12. #12
    PMK
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    Quote Originally Posted by zonatandem View Post
    Production tandems are set up for 'average' riders in that particular size.
    However some of us have longer/shorter arms/torsos/legs and need to find a way around that.
    Usually done by doing some fiddling around with stem lengths, saddle setbacks, etc. Other option: custom.
    Consider our dilemma: Pilot is avarage size 5'7", stoker is 4' 10 3/4" inches 'tall'.
    Our solution: custom tandem(s) for 30+ years. Distance between our BBs is 24 3/4", wheelbase 63 1/2" . So you think you've got fitting issues??!
    Our shortest wheelbase custom racing tandem (back in 1977) was 60 1/4" . . . used to wear out top of stoker's gloves with my quads! But what a great exciting ride!
    Pedal on TWOgether!
    Rudy and Kay/zonatandem

    I hear the point about wearing out stoker gloves, the mountain tandem before long will have a polished inner handlebar. But it is nice in tight singletrack, and believe it or not, one reason the stoker would not let me step us over to a Ventana ECDM. The mountain is now a good fit for both of us, and as you say a great exciting ride. The mountain is no problem on technical rides as she's moving or boucing around abit.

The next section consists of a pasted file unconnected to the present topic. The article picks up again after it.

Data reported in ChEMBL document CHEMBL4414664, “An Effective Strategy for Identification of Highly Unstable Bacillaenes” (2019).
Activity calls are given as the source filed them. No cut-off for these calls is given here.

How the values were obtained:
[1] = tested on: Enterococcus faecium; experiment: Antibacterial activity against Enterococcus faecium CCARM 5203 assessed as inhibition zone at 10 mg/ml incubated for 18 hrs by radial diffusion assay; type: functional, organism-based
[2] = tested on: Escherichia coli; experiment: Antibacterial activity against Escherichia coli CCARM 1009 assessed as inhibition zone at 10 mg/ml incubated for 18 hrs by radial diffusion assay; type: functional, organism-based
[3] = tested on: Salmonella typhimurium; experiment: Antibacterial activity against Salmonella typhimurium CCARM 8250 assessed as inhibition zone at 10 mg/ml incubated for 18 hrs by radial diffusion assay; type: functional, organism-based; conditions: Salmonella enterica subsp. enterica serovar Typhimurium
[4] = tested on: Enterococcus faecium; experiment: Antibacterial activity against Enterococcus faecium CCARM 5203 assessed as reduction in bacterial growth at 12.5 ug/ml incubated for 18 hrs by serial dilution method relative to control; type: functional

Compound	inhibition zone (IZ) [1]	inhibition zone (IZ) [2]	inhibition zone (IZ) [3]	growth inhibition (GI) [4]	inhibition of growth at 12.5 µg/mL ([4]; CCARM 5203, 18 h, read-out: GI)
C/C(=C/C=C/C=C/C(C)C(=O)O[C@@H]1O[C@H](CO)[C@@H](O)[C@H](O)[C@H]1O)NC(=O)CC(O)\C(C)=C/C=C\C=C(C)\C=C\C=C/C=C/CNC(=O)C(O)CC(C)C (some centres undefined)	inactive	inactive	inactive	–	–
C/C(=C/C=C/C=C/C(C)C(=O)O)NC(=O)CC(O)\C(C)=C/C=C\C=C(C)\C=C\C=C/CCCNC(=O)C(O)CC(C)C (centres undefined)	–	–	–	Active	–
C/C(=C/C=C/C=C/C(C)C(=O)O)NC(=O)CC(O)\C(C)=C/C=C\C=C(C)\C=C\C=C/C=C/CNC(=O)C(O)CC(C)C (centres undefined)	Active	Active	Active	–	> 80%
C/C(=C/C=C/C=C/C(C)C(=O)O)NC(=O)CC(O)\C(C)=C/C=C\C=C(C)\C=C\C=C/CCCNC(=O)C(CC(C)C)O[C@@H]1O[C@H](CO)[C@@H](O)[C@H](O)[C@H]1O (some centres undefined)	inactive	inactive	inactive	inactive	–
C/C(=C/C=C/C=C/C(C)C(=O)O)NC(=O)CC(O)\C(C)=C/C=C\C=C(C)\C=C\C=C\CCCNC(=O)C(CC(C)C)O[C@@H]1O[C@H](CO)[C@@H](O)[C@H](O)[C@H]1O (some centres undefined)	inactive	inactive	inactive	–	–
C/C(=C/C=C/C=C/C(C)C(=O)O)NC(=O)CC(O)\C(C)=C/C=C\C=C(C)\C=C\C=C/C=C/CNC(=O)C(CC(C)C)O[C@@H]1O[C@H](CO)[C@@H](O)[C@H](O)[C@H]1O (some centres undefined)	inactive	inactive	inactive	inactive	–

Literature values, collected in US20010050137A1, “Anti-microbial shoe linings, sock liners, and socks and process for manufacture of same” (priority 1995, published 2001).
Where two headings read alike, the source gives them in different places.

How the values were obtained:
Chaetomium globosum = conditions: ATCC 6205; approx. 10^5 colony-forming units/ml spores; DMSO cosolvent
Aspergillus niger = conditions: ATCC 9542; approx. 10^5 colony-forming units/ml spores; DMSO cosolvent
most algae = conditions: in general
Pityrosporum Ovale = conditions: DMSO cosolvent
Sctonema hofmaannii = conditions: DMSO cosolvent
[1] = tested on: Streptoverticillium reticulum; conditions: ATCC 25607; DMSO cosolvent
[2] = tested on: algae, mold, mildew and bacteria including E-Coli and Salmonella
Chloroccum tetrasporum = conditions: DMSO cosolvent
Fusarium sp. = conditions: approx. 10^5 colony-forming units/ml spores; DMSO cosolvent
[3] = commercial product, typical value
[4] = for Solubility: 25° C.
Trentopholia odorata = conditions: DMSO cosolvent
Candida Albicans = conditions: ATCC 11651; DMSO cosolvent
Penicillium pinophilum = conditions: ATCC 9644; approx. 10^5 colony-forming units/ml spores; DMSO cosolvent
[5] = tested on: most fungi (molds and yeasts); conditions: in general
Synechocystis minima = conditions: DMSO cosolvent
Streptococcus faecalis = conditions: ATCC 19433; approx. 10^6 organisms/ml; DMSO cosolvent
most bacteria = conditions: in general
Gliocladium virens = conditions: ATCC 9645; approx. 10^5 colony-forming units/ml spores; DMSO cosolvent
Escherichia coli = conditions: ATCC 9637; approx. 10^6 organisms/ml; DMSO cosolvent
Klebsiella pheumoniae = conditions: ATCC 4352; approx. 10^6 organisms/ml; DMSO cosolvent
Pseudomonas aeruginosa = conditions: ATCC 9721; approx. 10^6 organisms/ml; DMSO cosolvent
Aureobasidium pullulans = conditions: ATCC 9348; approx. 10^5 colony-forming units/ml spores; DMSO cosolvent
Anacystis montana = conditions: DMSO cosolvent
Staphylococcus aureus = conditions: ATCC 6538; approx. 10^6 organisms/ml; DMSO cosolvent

I can see your need for special sizing. As I mentioned be somewhat stymied with her fit, as at 5'6" with a 32/33" inseam, I can't figure out why she needs this room. In the end it doesn't matter, I just need to get her comfortable.

    I'm really leaning towards another bike or frame, then sell this one.

    My last apparent options are trying the 65mm stem, and or seriously trying the thudbuster for a ride or two. I just would like her more comfy and not get her ergos where her legs work best, to far whacked out.

    Thanks
    PK